...in preparation for "open house"!
Soon (very soon!) there will be lots of feathered families searching the real estate market for the perfect abode to call home. In the human world, real estate is often valued on location, location, location. Well, birds aren't much different as they also seek out prime locations. The chosen house must be safe from the elements, safe from predators, and perfect for raising a family. A proper food and water source must also be nearby.
Nesting habits vary amongst bird species. Woodpeckers, tree swallows, eastern bluebirds, screech owls, and chickadees are a few of the cavity nesters (which means they will sometimes use a man-made birdhouse). Other species, such as robins, cardinals, and most warblers, build cup nests (the type of nest most people think of as a typical bird nest). Some birds, such as the ovenbird, are ground nesters, Red-winged blackbirds build a cup intertwined with cattails low to the ground near a body of water. Baltimore and orchard orioles build swinging pendulum nests that hang high in the trees. Birds nests are amazing!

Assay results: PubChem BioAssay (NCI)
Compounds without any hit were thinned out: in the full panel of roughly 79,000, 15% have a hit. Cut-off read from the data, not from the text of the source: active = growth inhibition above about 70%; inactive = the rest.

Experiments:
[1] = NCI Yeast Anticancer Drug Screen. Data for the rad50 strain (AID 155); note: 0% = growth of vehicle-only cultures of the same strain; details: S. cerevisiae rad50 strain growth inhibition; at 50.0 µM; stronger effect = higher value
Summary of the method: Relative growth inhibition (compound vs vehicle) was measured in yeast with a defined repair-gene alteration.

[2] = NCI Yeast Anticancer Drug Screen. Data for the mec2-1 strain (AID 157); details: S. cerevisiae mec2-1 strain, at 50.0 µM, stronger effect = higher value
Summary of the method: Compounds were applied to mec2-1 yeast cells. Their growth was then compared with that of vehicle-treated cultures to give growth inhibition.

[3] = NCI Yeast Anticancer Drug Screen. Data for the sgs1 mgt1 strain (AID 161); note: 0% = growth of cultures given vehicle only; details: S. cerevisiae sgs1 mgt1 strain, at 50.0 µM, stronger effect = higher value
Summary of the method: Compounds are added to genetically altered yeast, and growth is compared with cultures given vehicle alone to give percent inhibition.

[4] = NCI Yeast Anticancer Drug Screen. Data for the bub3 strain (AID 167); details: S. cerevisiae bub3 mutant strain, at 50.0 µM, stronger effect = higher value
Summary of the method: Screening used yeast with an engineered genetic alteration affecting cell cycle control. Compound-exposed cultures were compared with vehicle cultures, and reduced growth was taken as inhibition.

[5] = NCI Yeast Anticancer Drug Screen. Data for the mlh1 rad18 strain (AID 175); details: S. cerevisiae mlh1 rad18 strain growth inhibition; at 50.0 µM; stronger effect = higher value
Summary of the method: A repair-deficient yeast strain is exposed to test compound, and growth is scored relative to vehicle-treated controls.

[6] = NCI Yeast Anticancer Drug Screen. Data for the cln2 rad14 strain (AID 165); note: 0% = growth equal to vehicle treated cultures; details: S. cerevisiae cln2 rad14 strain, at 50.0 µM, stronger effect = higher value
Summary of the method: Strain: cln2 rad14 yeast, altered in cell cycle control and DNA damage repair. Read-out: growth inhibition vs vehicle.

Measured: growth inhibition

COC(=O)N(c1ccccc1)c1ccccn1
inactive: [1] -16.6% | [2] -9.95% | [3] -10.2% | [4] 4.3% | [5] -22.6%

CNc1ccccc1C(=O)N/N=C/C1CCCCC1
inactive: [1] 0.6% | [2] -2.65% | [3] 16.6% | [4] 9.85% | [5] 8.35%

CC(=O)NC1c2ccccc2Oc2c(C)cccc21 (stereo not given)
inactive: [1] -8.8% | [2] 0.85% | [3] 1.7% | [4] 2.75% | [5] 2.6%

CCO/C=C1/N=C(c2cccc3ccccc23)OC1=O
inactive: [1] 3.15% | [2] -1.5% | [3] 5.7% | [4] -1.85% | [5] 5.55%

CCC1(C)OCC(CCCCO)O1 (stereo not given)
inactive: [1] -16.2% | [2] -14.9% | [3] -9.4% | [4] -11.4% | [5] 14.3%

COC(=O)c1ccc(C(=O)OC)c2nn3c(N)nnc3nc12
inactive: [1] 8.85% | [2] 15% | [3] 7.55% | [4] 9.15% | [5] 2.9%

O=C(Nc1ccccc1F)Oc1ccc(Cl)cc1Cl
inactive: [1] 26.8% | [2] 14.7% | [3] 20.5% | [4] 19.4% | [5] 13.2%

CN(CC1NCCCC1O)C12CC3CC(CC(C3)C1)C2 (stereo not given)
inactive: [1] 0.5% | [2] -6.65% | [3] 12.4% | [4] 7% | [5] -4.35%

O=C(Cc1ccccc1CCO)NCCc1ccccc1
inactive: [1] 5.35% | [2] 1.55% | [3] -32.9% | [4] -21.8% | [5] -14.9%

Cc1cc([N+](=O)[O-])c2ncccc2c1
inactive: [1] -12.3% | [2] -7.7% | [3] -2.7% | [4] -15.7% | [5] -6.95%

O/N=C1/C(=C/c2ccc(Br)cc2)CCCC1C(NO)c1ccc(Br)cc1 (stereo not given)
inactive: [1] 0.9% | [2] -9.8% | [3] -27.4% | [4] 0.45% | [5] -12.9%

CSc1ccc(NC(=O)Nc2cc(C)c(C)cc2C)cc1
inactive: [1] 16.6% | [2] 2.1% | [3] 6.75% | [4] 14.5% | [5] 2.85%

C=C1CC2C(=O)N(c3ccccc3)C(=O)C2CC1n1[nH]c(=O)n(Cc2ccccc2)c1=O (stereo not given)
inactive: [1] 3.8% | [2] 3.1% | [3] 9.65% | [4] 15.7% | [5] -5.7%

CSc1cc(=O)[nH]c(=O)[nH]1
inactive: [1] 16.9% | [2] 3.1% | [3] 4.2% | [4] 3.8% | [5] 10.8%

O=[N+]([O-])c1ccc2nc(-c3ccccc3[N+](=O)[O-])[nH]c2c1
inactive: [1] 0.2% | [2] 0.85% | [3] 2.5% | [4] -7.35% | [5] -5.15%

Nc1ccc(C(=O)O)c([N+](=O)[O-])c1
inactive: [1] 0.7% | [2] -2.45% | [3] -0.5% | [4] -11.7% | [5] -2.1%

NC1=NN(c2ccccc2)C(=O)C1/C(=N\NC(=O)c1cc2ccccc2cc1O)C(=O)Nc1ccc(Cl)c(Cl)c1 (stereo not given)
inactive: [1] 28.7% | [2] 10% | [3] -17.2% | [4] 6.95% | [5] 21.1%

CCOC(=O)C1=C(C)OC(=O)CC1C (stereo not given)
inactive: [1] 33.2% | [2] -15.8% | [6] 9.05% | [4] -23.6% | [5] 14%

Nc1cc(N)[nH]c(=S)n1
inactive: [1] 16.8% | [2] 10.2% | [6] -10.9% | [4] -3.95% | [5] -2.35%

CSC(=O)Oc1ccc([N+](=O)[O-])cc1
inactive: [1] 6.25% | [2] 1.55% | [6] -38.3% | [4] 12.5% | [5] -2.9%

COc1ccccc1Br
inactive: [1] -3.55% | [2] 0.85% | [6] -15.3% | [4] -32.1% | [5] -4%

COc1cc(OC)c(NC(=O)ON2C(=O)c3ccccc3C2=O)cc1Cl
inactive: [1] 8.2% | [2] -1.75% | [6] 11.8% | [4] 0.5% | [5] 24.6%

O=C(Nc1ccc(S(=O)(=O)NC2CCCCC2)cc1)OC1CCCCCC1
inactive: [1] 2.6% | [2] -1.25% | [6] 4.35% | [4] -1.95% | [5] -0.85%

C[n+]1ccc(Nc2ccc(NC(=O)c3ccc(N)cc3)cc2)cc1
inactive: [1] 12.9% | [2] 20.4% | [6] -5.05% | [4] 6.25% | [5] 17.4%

|tree swallow nest. tree swallow nests are almost always feather-lined. the swallows will travel great distances to find feathers to line their nests and will sometimes fight over them in midair!|
Each year, in late February, I check all of my birdhouses at the farm to make sure they are in good condition and clean.
I currently have ten birdhouses:1. bluebird/tree swallow box at the pond
2. bluebird/tree swallow box near the gate
3. bluebird/tree swallow box on the west end of the sanctuary
4. bluebird/tree swallow box on the east end of the sanctuary
5. northern flicker house on the north end of the property
6. barred owl box on Ovenbird Trail
7. robin/phoebe shelf on east side of barn
8. robin/phoebe shelf on north side of barn
9. chickadee box at the head of Ovenbird Trail
10. chickadee box at east tree line
|chickadee (mouse) box|